Those who can’t…?

There are many times I feel like I’m not a very effective teacher.  I don’t feel I’m particularly innovative – I tend to stick to what I’m comfortable with rather than try more “creative” approaches, particularly when I roll my eyes at these ideas that are suggested at conferences or staff days.  Many times I’ll think an idea’s too cheesy, too touchy-feely, maybe too “non-academic”, and I rationalize that my students would see right through me and not buy into something I’m not buying into.  And there’s probably some truth to that (still rationalizing), but also there’s the thought in the back of my mind that perhaps I’m short-changing my students by not venturing outside my comfort zone.

I’ve often wondered why students connect with me.  It hits me how little I know about my students outside of my classroom, and it makes me wonder how much I actually care about them.  I mean, I feel like I care about them, but then I find I’d be hard-pressed to find a student in my AP class I KNOW is involved in, say, band.  I don’t go to most extra-curricular activities – an occasional soccer or volleyball game, but never football, never dances, though I do enjoy being at the after-prom bash – so I’m a teacher in a room, to be honest.  But then there’s this: I don’t envy the teachers who do all those other things, but I sure as hell admire ’em for it.  It’s just not for me, is my attitude.  And sometimes I think that’s a terrible attitude for me to take.

So why do I teach?  I love reading and talking about literature.  I love writing (but find every reason under the sun not to write – making me wonder how much I really love writing).  Developing a passion for reading and writing among my students has been my stated goal ever since I decided to pursue it.  Everything else about high school, for me, is secondary. It’s trivial.  End of story.  And I have fun doing what I do, and I think most of the time my students are having fun, too.

But many days I wonder if what I do in my classroom is actually teaching.

I’m scared to death that what I’ve got going on here is more a “cult of personality” rather than teaching. I’m the eccentric English teacher who collects action figures and has the well-decorated  classroom. I’m the guy who bucked the system and wore a jacket with jeans on days other than Fridays. I’m the guy who tells them how much of a joke the TAKS test actually is, and that they shouldn’t worry about it. Yes, my students are having fun in here, and they’re doing well on the AP exams and their TAKS tests, but how much can really be attributed to me, and how much am I dependent upon my students’ teachers who came before me?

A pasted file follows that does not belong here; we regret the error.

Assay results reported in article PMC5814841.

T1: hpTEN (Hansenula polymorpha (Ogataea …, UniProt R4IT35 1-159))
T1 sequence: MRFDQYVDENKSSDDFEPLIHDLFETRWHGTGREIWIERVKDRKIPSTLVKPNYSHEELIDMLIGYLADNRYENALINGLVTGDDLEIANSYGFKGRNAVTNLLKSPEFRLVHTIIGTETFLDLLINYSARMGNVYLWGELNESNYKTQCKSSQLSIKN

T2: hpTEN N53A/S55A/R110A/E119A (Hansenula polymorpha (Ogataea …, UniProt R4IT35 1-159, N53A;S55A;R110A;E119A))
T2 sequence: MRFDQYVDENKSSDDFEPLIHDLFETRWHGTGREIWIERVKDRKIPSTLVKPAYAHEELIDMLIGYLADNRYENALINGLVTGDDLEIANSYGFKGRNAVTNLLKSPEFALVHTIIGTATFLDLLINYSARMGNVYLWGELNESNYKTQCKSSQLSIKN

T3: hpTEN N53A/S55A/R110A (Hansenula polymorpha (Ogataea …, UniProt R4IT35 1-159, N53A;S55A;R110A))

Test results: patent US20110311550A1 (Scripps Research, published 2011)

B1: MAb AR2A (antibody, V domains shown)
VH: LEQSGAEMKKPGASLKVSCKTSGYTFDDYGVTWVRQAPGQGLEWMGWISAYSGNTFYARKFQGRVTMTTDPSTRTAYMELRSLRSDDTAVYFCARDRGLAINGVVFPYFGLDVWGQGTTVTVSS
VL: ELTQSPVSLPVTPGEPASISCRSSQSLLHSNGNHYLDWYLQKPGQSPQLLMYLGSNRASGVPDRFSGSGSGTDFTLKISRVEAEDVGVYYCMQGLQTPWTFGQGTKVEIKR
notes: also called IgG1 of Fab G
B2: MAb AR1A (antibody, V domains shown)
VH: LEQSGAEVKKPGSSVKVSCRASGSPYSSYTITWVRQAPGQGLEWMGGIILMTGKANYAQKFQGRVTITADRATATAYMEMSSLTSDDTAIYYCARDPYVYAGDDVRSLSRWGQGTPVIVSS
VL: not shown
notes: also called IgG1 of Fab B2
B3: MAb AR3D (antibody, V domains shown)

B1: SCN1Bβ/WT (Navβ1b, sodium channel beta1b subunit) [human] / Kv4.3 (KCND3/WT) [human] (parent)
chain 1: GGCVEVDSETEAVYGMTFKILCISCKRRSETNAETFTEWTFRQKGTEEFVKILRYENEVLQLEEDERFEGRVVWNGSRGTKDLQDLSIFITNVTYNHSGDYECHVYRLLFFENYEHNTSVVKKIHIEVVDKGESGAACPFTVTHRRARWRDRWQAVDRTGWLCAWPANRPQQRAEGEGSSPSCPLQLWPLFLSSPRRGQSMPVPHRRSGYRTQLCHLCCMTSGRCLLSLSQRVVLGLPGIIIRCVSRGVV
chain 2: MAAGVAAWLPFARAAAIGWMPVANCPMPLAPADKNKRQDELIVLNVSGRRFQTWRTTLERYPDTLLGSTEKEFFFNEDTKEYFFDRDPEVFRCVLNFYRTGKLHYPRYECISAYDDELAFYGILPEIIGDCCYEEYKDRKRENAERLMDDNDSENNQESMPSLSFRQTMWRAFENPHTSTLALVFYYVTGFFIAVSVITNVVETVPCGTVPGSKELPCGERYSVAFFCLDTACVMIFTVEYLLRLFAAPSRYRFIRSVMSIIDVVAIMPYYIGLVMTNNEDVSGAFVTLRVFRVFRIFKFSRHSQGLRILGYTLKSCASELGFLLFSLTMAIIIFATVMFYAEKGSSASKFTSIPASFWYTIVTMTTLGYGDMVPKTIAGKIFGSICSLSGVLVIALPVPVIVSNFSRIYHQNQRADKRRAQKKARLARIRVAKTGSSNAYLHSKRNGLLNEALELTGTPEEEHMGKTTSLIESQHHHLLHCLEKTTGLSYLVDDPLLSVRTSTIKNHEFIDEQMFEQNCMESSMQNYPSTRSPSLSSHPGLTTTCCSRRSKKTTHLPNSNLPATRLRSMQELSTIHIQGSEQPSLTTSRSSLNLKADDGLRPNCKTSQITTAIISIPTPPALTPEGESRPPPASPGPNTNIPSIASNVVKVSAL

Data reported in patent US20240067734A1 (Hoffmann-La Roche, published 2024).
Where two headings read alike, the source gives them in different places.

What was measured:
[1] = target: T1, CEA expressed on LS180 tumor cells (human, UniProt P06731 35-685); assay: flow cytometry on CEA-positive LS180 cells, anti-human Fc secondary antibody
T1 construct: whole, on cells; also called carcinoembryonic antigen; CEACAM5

I don’t know that I want to know the answer to that one.

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4 Responses to “Those who can’t…?”

  1. bigredpoet Says:

    There’s a fine line between the teacher and the cult of personality–between the “we” and the “I,” Brother Jack would say. The trick is that the kids won’t learn from you if they don’t connect with you, value your opinion, etc. You’ve got to be somebody whose words carry weight with the students before you can affect them in any other way. Ethos first, right?

    Hell, I hope so.
    If not, we’re both screwed.

  2. Juggernaut Says:

    Well, this is healthy.

    Jesus, stop second-guessing yourself. Look at your results: what percentage of your kids go to college? Place out via AP? Come to you with questions, or just to bullshit?

    As for the last point, now think back to your high school time. How many teachers would you just talk to? Approach for advice? Really look forward to the class? I’ll tell you my total: zero (save for my Geography teacher I crushed on). And I bet yours is the same.

    Now take your “stats” and add them to the fact that you have students that like you, talk to you, and actually look forward to your class. Even in some instances years from actually doing so: you’ve had underclassmen introduce themselves to you based on what they HEARD about you.

    You’re a teacher. A damn good one. It’s your calling. The fact that you’re actually concerned about this should tell you all you need to know. So stop beating yourself up because you have a little pride and are not some cheesy, lame cheerleader.

    One last thing: teachers with a “cult of personality” are the ones that are remembered and recognized as good teachers. And that’s because the students get something out of them. Who wants to hang with a boring tool, much less take advice from one?

  3. A. Nonymous Says:

    You were the best English teacher either of my kids ever had. Yeah, they liked you as a person and were amused by your toys, but you also greatly improved their writing skills, their ability to analyze and discuss literature, and not least, your classroom was an oasis in a school that they both mostly hated. I was and am still grateful.

  4. Thank you for that, A. Nonymous…

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